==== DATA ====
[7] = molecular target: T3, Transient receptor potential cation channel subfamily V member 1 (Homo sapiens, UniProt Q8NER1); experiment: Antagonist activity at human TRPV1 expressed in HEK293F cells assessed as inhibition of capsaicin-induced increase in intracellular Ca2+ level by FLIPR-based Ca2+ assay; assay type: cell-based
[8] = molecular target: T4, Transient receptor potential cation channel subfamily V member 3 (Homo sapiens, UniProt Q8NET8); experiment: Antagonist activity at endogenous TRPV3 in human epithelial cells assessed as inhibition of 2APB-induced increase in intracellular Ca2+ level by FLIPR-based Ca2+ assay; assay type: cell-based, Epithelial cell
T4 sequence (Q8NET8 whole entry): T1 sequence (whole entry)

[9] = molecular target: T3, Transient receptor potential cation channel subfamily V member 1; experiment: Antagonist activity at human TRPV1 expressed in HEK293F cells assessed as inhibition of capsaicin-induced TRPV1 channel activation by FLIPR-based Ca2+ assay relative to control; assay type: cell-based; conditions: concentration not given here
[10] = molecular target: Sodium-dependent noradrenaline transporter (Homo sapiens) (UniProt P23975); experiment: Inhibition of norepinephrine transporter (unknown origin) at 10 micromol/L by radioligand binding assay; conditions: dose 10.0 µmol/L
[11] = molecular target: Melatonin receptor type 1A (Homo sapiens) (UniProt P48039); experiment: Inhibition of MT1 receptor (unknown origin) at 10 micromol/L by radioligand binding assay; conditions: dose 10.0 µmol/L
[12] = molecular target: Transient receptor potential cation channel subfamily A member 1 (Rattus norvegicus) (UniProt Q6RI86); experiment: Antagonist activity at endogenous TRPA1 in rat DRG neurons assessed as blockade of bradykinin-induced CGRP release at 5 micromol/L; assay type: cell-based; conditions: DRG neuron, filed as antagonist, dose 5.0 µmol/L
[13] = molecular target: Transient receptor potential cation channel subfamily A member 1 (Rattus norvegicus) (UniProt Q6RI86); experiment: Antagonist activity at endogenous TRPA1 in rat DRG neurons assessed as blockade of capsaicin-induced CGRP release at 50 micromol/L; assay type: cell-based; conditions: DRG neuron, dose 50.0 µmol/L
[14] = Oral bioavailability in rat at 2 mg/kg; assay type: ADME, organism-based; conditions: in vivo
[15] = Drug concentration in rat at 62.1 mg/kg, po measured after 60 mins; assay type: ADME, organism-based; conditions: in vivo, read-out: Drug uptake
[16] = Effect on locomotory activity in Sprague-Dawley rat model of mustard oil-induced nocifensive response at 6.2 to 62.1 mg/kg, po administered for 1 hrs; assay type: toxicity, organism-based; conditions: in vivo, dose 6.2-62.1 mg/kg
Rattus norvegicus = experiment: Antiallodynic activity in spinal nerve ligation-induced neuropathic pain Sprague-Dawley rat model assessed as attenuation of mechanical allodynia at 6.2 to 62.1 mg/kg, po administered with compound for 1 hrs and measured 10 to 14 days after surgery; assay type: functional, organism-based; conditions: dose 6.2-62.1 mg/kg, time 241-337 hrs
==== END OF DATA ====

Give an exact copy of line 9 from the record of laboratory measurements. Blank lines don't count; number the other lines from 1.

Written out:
[14] = Oral bioavailability in rat at 2 mg/kg; assay type: ADME, organism-based; conditions: in vivo